McMafia, co-created by Hossein Amini and James Watkins, is a smart international crime show that is all the more frightening when you consider its inspiration was a non-fiction book. Season 2 has been ordered. Release date pending.

Riviera TV Series on Sundance Now

When the mood is somber in your home and abroad, what better way to disperse the blues than to watch some escapist soap opera fare? Riviera, set in, you guessed it, southern France and Monaco is definitely eye candy.

The show has quite a pedigree. Neil Jordan, the director of such notable films as Mona Lisa and The Crying Game, has created and co-written Riviera with high brow British author, John Banville. Jordan has since disavowed any connection to the series with the addition of sex scenes and writing changes that he did not sanction. That somehow ups the trash factor allure.

The cast features Julia Stiles as recent widow, Georgina Clios whose husband, billionaire and art collector Constantine Clios is mysteriously blown up on a yacht in episode one. Anthony LaPaglia plays the shady mogul in flash backs, with Lena Olin dramatically entering the scene as his first wife. The most surprising cast member is Will Arnett in a semi-serious role as Georgina’s uncle.

The plot is littered with screwed up children, rich and dangerous friends, racehorses, scary strong men, corporate skullduggery and art fraud.

I can see why Jordan has divorced himself from this project. Murder, mental illness, kidnapping, and surprise parentage are soap opera staples thrown into this improbable potpourri. Still, the cinematography, the homes, the clothing and the very bad behavior is strangely compelling. Just what the doctor ordered when stuck at home without a Monet on the wall or a bottle of Dom Perignon in the wine cave.

I watch Sundance Now as an added channel on my Amazon Prime Video account.

Library apps: Overdrive, Hoopla and Libby

Libraries have two strikes against them during this Covid-19 outbreak. They are not considered essential services and they risk attracting numbers of people who may catch or spread the disease. I understand the rationale, but if ever we needed the comfort of books, it is now.

Library apps to the rescue. If you have a library card number, you have access to a wealth of downloadable material on at least three different apps. Overdrive lets you download e-books, audiobooks and magazines like Oprah, Newsweek, Prevention, House Beautiful and Forbes, among others.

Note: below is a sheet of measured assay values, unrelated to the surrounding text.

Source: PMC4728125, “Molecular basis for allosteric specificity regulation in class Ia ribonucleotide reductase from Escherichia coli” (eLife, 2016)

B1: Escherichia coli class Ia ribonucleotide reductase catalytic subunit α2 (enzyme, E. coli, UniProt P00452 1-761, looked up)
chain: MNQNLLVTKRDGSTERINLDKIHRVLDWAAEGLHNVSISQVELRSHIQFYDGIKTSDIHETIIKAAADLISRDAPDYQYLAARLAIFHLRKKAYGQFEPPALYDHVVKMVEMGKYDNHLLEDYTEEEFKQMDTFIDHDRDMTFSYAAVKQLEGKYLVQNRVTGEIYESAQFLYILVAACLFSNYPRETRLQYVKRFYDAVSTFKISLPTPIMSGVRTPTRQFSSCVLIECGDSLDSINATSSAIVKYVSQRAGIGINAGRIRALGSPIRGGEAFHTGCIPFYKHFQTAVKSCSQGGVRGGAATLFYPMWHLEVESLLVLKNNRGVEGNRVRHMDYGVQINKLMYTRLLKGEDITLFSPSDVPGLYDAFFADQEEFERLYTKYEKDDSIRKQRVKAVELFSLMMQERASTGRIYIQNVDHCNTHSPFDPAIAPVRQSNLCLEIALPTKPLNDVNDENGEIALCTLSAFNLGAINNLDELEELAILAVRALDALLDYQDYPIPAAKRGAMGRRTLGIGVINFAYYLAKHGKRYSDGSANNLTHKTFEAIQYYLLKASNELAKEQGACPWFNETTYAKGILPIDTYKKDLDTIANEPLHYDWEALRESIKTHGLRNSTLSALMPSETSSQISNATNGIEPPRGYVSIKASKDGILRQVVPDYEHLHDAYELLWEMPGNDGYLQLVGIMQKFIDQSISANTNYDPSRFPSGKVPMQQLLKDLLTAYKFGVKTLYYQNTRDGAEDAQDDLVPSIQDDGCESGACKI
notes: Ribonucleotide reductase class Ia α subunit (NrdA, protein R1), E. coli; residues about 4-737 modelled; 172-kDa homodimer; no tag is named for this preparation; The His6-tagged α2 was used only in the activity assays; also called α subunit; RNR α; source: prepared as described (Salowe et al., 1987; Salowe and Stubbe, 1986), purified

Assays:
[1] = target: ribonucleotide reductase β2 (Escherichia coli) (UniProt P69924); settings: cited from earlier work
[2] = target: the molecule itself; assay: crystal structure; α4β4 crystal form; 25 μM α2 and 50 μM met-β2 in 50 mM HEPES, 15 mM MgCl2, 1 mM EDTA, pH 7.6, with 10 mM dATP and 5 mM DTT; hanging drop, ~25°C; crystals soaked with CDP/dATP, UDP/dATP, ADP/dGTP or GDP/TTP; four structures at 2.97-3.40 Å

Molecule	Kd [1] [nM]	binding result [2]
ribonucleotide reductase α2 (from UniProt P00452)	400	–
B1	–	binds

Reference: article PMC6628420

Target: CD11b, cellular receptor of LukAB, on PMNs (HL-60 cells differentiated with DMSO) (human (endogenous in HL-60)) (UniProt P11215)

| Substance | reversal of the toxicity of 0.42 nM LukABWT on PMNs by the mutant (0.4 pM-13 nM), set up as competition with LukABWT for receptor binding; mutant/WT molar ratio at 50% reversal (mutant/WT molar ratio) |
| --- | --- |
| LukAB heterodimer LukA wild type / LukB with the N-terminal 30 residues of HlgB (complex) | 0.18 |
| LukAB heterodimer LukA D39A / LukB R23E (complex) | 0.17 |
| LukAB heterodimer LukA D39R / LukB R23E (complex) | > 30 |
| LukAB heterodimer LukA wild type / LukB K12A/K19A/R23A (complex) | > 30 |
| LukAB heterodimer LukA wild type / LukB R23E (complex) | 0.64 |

https://www.overdrive.com/explore

Hoopla not only carries ebooks and audiobooks, but movies, comics, an impressive catalogue of recorded music and a treasure trove of television shows both old and new. The library card holder is limited to six selections per month however.

https://www.hoopladigital.com/my/hoopla

Libby, an off-shoot of Overdrive, specializes in audiobooks and ebooks. The user is able to set preferences like genre, language and availability. One can explore new releases with the ability to put holds on the most popular titles. Libby estimates how many weeks one will have to wait for a title. I always have one or two books downloaded from this easy-to-use app.

https://www.overdrive.com/apps/libby/

If you have the money, please order a book from your local bookstore. If, however, you are pinching pennies, you can be grateful Overdrive, Hoopla and Libby apps are free. We have our public library system to thank for this. Books, to my mind, are essential.

The Embassy: Spanish tv series on MHZ

MHZ, the tv streaming site which now bills itself as the Euro TV Place, has just added its first Spanish tv series, The Embassy. Ripped from today’s headlines, we are introduced to the new Spanish ambassador sent to Bangkok, Thailand. He discovers a vicious nest of corruption in his new office.

The crooked staff push back by sending his wife doctored photos showing him with a female employee. They hire someone to plant drugs in his daughter’s purse causing her to be arrested and sent to prison. They also frame him for corruption and generally make his life miserable.

This is a dramatic soap opera, so we watch with glee as his attractive wife has a one night stand with a younger man who turns out to be her daughter’s boyfriend. The brother of the main bad guy also falls in love with the ambassador’s daughter.

Political intrigue, greed, emotional deception and murder all play a part in this very entertaining 11 part series. The final episode is a little too melodramatic for my taste, but the series is a fun ride nonetheless.

After reading more about our current foreign policy, The Embassy does not seem so outlandish!

Link to the tv show: https://watch.mhzchoice.com/the-embassy